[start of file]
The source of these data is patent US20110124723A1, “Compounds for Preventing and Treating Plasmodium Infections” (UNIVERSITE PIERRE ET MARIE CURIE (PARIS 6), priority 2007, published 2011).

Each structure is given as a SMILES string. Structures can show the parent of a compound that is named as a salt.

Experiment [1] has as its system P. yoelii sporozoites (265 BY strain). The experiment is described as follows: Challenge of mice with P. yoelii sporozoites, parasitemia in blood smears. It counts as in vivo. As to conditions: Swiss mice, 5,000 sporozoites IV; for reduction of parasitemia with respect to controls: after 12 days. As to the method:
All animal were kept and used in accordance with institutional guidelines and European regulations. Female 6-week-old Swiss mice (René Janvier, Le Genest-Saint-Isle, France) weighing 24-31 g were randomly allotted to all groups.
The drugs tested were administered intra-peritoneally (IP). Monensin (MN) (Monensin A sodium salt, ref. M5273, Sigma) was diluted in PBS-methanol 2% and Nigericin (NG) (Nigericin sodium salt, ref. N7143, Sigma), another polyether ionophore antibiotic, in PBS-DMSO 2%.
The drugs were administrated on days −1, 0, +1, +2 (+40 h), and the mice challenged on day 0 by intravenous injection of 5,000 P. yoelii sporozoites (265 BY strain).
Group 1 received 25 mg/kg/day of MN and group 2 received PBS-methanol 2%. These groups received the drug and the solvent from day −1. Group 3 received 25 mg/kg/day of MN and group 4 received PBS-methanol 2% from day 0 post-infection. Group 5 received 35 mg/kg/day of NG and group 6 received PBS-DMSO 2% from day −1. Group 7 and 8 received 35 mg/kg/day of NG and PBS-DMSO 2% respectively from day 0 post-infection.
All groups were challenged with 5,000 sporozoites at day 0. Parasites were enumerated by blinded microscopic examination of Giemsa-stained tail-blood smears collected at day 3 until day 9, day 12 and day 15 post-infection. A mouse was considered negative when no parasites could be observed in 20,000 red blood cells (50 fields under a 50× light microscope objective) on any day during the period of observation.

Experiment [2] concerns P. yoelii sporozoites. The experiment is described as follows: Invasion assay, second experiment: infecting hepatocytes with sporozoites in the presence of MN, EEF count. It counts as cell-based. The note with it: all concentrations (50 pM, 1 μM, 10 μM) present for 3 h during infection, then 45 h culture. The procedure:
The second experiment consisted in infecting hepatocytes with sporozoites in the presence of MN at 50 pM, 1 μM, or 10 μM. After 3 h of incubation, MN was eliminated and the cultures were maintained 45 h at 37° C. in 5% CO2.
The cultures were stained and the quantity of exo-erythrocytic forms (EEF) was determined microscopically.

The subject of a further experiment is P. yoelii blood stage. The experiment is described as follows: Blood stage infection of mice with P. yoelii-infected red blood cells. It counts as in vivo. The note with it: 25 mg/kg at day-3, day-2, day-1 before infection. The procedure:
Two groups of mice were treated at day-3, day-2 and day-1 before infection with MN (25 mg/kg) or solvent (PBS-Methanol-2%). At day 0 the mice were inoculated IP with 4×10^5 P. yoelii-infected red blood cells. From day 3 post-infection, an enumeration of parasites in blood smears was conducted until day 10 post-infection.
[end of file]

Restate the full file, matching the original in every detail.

The source of these data is patent US20110124723A1, “Compounds for Preventing and Treating Plasmodium Infections” (UNIVERSITE PIERRE ET MARIE CURIE (PARIS 6), priority 2007, published 2011).

Each structure is given as a SMILES string. Structures can show the parent of a compound that is named as a salt.

Experiment [1] has as its system P. yoelii sporozoites (265 BY strain). The experiment is described as follows: Challenge of mice with P. yoelii sporozoites, parasitemia in blood smears. It counts as in vivo. As to conditions: Swiss mice, 5,000 sporozoites IV; for reduction of parasitemia with respect to controls: after 12 days. As to the method:
All animal were kept and used in accordance with institutional guidelines and European regulations. Female 6-week-old Swiss mice (René Janvier, Le Genest-Saint-Isle, France) weighing 24-31 g were randomly allotted to all groups.
The drugs tested were administered intra-peritoneally (IP). Monensin (MN) (Monensin A sodium salt, ref. M5273, Sigma) was diluted in PBS-methanol 2% and Nigericin (NG) (Nigericin sodium salt, ref. N7143, Sigma), another polyether ionophore antibiotic, in PBS-DMSO 2%.
The drugs were administrated on days −1, 0, +1, +2 (+40 h), and the mice challenged on day 0 by intravenous injection of 5,000 P. yoelii sporozoites (265 BY strain).
Group 1 received 25 mg/kg/day of MN and group 2 received PBS-methanol 2%. These groups received the drug and the solvent from day −1. Group 3 received 25 mg/kg/day of MN and group 4 received PBS-methanol 2% from day 0 post-infection. Group 5 received 35 mg/kg/day of NG and group 6 received PBS-DMSO 2% from day −1. Group 7 and 8 received 35 mg/kg/day of NG and PBS-DMSO 2% respectively from day 0 post-infection.
All groups were challenged with 5,000 sporozoites at day 0. Parasites were enumerated by blinded microscopic examination of Giemsa-stained tail-blood smears collected at day 3 until day 9, day 12 and day 15 post-infection. A mouse was considered negative when no parasites could be observed in 20,000 red blood cells (50 fields under a 50× light microscope objective) on any day during the period of observation.

Experiment [2] concerns P. yoelii sporozoites. The experiment is described as follows: Invasion assay, second experiment: infecting hepatocytes with sporozoites in the presence of MN, EEF count. It counts as cell-based. The note with it: all concentrations (50 pM, 1 μM, 10 μM) present for 3 h during infection, then 45 h culture. The procedure:
The second experiment consisted in infecting hepatocytes with sporozoites in the presence of MN at 50 pM, 1 μM, or 10 μM. After 3 h of incubation, MN was eliminated and the cultures were maintained 45 h at 37° C. in 5% CO2.
The cultures were stained and the quantity of exo-erythrocytic forms (EEF) was determined microscopically.

The subject of a further experiment is P. yoelii blood stage. The experiment is described as follows: Blood stage infection of mice with P. yoelii-infected red blood cells. It counts as in vivo. The note with it: 25 mg/kg at day-3, day-2, day-1 before infection. The procedure:
Two groups of mice were treated at day-3, day-2 and day-1 before infection with MN (25 mg/kg) or solvent (PBS-Methanol-2%). At day 0 the mice were inoculated IP with 4×10^5 P. yoelii-infected red blood cells. From day 3 post-infection, an enumeration of parasites in blood smears was conducted until day 10 post-infection.